Once we have the brief signed off by the client, we build the creative team to lead the project. I put on my creative director hat at this stage, and work closely with the team of senior, middle weight and junior designers who all have a role to play in bringing the project to life. We tend to work in broad strokes at the beginning, always starting with pen and paper, drawing on stacks of inspiration and stimulus that we collate for the brief. Once we have some key ideas to explore, we move to Macs, again working in fast, broad strokes to get a sense of which ideas have real potential. At this stage we will offer ‘first pass creative’ to the client. This is a chance for us to show direction of travel, and for the client to get involved at the earliest viable stage in the process. It means we can take the temperature of the project to help steer the next phase of creative development.

Global rebrand for New York-based tech giant Crestron

Global rebrand for New York-based tech giant Crestron

Global rebrand for New York-based tech giant Crestron

Once we have a chosen route, we move into full design development mode. This often means engaging with illustrators or photographers if required by the route. This is also where the artworking team will start to get involved, taking key elements and refining them, for example, logo typography – before being returned to the designers for further exploration. It’s a very organic experience but is kept on track – and financially viable – by the client services team who manage budgets, client expectations and a studio of over-excited and budget-blind creatives.

“If we pitch, we only pitch one idea and fully explored to its fullest potential. We show the one we like best. Win or lose on something you totally believe in.”

Like all studios, we do loads of work that we don’t publicise. For example, we do a lot of strategic thinking and proposition work for major supermarket retailers and their suppliers. This involves loads of expansive thinking that leads to beautifully designed and realised presentations that will be seen by Sainsbury’s leadership for example, but never by the public. The results for the consumer come later. If we’re working on a full rebrand, we’ll talk about the crafted identities including films, the brand books and luxury stationery. We won’t be talking about the data sheets, PowerPoint slides or email templates – but that doesn’t mean they’re not hugely important, it’s just that they don’t get people talking or attract clients. No one ever says ‘I want to use you because I’ve seen an amazing data sheet.’ This work is part of the fabric of a rebrand, it’s just not the headline creative. All studios are the same. You only promote the really key moments. I saw Snask do a talk last year, they said they only talk about and promote 10% of the work they do. That 10% is awesome though, right?

Halo's rebrand for Day Out With The Kids

Halo's rebrand for Day Out With The Kids

Halo's rebrand for Day Out With The Kids

The Team

The creative team looks like this: a creative partner, (that’s me) one art director, one visual director, one head of art and then a mix of senior, middleweight and junior designers working across different key disciplines. Sometimes agencies give fancy names to roles, such as ‘realisation director’ when they mean production, but that’s just so they can charge more in fees. We don’t do that. Maybe we should start.

Depending on studio capacity and skill requirement, we often use freelancers to support on large packaging and retail projects. We also use a number of DOPs for the range of film work that we do. In addition to this, we have at least two interns in the studio every year. We pay them, of course, and hopefully teach them. Most join us for two or three months, sometimes longer. We are about to start a developer’s intern programme this year, where we’ll be taking one intern developer for 10 weeks.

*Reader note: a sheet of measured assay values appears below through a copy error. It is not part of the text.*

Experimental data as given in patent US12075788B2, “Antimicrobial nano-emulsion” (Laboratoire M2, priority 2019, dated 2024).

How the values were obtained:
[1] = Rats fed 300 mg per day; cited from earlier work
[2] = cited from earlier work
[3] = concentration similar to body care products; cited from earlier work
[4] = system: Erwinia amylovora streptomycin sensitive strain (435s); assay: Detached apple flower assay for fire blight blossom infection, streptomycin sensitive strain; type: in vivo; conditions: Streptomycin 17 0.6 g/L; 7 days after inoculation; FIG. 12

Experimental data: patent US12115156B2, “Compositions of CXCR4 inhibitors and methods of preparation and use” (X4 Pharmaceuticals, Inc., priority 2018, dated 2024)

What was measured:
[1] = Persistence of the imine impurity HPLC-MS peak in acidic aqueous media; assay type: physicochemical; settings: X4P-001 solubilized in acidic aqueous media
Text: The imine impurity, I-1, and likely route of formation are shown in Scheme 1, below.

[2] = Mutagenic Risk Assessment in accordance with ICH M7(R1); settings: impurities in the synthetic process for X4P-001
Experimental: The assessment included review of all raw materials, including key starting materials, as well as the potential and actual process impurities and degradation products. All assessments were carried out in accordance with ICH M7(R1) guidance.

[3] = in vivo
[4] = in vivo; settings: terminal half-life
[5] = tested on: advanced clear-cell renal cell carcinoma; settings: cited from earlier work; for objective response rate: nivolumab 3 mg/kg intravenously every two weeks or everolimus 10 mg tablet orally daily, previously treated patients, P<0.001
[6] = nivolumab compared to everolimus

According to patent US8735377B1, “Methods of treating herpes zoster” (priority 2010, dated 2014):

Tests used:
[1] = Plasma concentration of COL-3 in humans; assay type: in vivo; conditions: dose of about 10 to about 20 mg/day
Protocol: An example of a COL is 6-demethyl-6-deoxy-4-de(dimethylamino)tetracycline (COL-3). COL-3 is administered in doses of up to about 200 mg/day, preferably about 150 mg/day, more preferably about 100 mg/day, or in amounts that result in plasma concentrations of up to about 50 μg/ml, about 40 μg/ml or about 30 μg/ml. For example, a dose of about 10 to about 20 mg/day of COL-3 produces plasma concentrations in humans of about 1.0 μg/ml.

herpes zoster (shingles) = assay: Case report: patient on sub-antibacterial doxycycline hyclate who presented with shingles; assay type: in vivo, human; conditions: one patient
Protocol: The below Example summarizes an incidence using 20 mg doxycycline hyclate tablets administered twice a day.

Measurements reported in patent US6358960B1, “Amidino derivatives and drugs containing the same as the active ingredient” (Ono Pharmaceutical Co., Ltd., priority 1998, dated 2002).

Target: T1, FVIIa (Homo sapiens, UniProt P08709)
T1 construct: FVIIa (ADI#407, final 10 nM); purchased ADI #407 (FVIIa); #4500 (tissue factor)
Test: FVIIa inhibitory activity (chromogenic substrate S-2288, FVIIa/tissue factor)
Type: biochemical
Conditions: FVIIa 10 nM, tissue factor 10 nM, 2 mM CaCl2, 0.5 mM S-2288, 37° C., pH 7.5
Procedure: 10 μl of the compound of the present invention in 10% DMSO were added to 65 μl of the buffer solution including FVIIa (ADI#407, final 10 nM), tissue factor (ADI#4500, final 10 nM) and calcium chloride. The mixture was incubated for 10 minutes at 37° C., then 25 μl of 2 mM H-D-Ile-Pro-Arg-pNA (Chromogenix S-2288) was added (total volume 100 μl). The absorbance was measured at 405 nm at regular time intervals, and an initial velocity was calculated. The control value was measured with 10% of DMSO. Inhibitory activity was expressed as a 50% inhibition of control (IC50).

“When adding to the team, firstly we look for creativity. It’s that simple.”

Some of the team at work

Some of the team at work

The team at work

Client partner Hannah Williams at work

The Culture

We’re based by Temple Meads Station in the heart of Bristol. Our building is an old warehouse space – so very classic agency, all wood floors and concrete walls, exposed features and utilitarian chic. The most important feature is the rainbow conference room. Every glass pane is a different colour. It’s like sitting in a stain glassed window.

We wanted to come here because it’s a creative campus. There’s loads of interesting tech start-ups, architects and product designers here. It makes for a creative atmosphere throughout the whole building. It’s also great for transport links. Which is a practical, boring but important truth as well. 

Some of the team

We love people to learn new things. We’ve sent teams to Barcelona and to SXSW in Texas to get inspired. We send teams on courses and pay for people to learn new skills. We actively try to enrich ourselves all the time. As individuals there are also a huge amount of self-initiated projects on the go. From hat making, to music making to (in my case) learning to draw in the style of Manga.

We offer 25 days of holiday (not including bank holidays). We have pension and health schemes and do company profit share at Christmas. Each month we close early and go out as a company. Our fully stocked beer fridge tends to see most action on Friday afternoons, but it’s always available. The music policy is eclectic – it’s on from the moment we open the doors to the moment we lock up; it’s never quiet. After all, we’re a creative agency, not a library. We also have a revolving cast of dogs that come in with their owners to bring joy to our teams. 

Creative Lives from Halo